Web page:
MBC case assigned to Callahan
Circuit judge may need several weeks to prepare for new responsibility
JEFFERSON CITY – Circuit Judge Richard G. Callahan has been appointed to take over the case involving the Missouri Baptist Convention (MBC) and five breakaway agencies, following the departure of Judge Thomas Brown, II, who was defeated in a November 2006 election.
Jon Beetem, newly elected circuit judge who defeated Brown last fall, was initially assigned to take over Brown’s civil docket, including the MBC case. On Jan. 16, however, attorneys for Missouri Baptist University exercised their option to request a change of judge. Each side has the right to one automatic change of judge if the request is made within 30 days of the assignment of the new judge. On Jan. 18, the case was reassigned from Judge Beetem to Judge Patricia Joyce, who is the new presiding judge. The next day, Jan. 19, attorneys for the Convention exercised their option to request a change of judge, and the case was then assigned to Judge Callahan.
Callahan ran for circuit judge as a Democrat in 2002 and was elected to a 6-year term. He previously was Cole County prosecutor from 1987 to 2002, and was assistant prosecutor since 1979. Born in 1947 in St. Louis, Callahan was educated at Georgetown University, both undergraduate and law school.
It may be several weeks before Judge Callahan can give attention to the newly assigned MBC case. Callahan began a trial on Jan. 3 involving Missouri school finance laws which is expected to last up to six weeks. MBC attorneys say they expect Judge Callahan to set a status conference soon to discuss with all attorneys how to expedite the remaining steps leading up to trial.
Michael Whitehead, lead attorney for MBC, said about a dozen motions have been filed by both sides in the past two months, raising key legal arguments that can accelerate a final decision in the case. These motions are still being briefed on both sides, but soon will be ripe for hearing and ready for decision.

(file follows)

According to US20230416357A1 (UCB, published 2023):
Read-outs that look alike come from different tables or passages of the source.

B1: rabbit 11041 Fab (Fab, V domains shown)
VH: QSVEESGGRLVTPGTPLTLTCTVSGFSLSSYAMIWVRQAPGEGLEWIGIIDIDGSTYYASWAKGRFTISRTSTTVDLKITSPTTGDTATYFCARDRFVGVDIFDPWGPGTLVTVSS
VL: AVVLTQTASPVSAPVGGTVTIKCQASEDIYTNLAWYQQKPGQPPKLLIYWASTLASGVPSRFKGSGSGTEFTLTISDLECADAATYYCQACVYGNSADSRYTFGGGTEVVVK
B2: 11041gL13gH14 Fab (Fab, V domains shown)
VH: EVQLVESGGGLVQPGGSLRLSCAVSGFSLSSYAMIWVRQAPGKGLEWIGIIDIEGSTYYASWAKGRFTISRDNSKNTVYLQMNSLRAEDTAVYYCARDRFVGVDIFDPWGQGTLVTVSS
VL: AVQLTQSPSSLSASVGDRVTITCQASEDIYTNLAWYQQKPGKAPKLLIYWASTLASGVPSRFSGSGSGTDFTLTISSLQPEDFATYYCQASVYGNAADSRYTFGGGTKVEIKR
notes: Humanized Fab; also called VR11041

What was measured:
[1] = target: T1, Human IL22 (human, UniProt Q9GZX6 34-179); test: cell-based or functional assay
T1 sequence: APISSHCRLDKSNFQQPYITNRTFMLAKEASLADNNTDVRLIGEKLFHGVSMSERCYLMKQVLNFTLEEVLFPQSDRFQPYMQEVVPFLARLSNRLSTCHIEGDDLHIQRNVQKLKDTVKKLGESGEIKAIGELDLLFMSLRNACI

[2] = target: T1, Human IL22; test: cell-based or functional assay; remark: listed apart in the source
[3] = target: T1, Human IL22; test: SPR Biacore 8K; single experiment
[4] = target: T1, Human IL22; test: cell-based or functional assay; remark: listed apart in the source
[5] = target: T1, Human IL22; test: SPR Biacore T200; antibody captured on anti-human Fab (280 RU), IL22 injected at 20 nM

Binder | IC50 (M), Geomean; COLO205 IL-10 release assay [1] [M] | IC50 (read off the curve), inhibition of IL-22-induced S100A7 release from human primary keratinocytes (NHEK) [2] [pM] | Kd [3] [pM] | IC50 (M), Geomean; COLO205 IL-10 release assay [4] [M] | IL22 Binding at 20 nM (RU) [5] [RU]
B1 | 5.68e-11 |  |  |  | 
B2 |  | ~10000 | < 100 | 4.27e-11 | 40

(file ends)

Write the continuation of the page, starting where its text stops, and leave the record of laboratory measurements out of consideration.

Meanwhile for the past two months attorneys have been engaged in completing several depositions of key witnesses. College attorneys have deposed Pat Taylor, president of Southwest Baptist University, and Carl Huser, a retired biology professor, trying to show that accreditation has been jeopardized because of Convention pressure on agencies to teach things “which all educated people know is false,” i.e., creationism. Taylor testified that SBU recently completed a 10-year re-accreditation process successfully.
The pending motions include a new argument by Baptist Home lawyers. The claim that the Convention’s right to elect their trustees originated in a 1960 Articles of Incorporation which was filed with the Secretary of State on Jan. 5, 1960. The trustee meeting to adopt these articles occurred in 1959, but the Home says now they realize that the trustee meeting should have happened after Jan. 5, 1960. Therefore, the Home argues, the 1960 Articles were void from the beginning, and the Convention’s right to elect trustees was also void.
“The Home’s argument is silly and self-serving,” Whitehead said. “The Home filed a valid document with the Secretary of State in 1960, and a lawful certificate of acceptance was issued. The courts will apply the doctrine of ‘estoppel’ to such efforts of the Home to avoid its liability under these documents. The court should say that the Home is about 40 years too late on raising this ‘mistake’ and trying to use it against the Convention, after 40 years of giving and 40 years of electing Home trustees.”